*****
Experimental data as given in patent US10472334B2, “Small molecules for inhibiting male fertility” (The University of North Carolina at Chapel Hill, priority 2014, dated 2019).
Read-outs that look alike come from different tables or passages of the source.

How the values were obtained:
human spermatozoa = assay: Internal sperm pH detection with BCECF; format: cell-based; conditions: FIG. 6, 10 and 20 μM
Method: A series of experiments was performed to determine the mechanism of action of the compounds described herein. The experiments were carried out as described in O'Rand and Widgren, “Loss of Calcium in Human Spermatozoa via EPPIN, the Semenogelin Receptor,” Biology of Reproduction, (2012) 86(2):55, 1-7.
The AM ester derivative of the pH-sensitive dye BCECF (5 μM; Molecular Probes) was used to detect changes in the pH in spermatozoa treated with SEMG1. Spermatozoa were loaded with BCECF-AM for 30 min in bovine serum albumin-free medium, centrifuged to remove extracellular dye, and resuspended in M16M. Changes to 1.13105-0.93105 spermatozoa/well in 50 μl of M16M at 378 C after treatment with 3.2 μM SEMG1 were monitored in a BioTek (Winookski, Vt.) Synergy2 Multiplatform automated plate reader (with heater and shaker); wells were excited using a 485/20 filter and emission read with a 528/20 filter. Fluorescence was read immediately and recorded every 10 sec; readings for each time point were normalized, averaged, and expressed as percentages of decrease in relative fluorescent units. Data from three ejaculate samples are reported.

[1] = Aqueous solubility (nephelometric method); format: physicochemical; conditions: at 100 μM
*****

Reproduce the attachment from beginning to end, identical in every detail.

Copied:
Experimental data as given in patent US10472334B2, “Small molecules for inhibiting male fertility” (The University of North Carolina at Chapel Hill, priority 2014, dated 2019).
Read-outs that look alike come from different tables or passages of the source.

How the values were obtained:
human spermatozoa = assay: Internal sperm pH detection with BCECF; format: cell-based; conditions: FIG. 6, 10 and 20 μM
Method: A series of experiments was performed to determine the mechanism of action of the compounds described herein. The experiments were carried out as described in O'Rand and Widgren, “Loss of Calcium in Human Spermatozoa via EPPIN, the Semenogelin Receptor,” Biology of Reproduction, (2012) 86(2):55, 1-7.
The AM ester derivative of the pH-sensitive dye BCECF (5 μM; Molecular Probes) was used to detect changes in the pH in spermatozoa treated with SEMG1. Spermatozoa were loaded with BCECF-AM for 30 min in bovine serum albumin-free medium, centrifuged to remove extracellular dye, and resuspended in M16M. Changes to 1.13105-0.93105 spermatozoa/well in 50 μl of M16M at 378 C after treatment with 3.2 μM SEMG1 were monitored in a BioTek (Winookski, Vt.) Synergy2 Multiplatform automated plate reader (with heater and shaker); wells were excited using a 485/20 filter and emission read with a 528/20 filter. Fluorescence was read immediately and recorded every 10 sec; readings for each time point were normalized, averaged, and expressed as percentages of decrease in relative fluorescent units. Data from three ejaculate samples are reported.

[1] = Aqueous solubility (nephelometric method); format: physicochemical; conditions: at 100 μM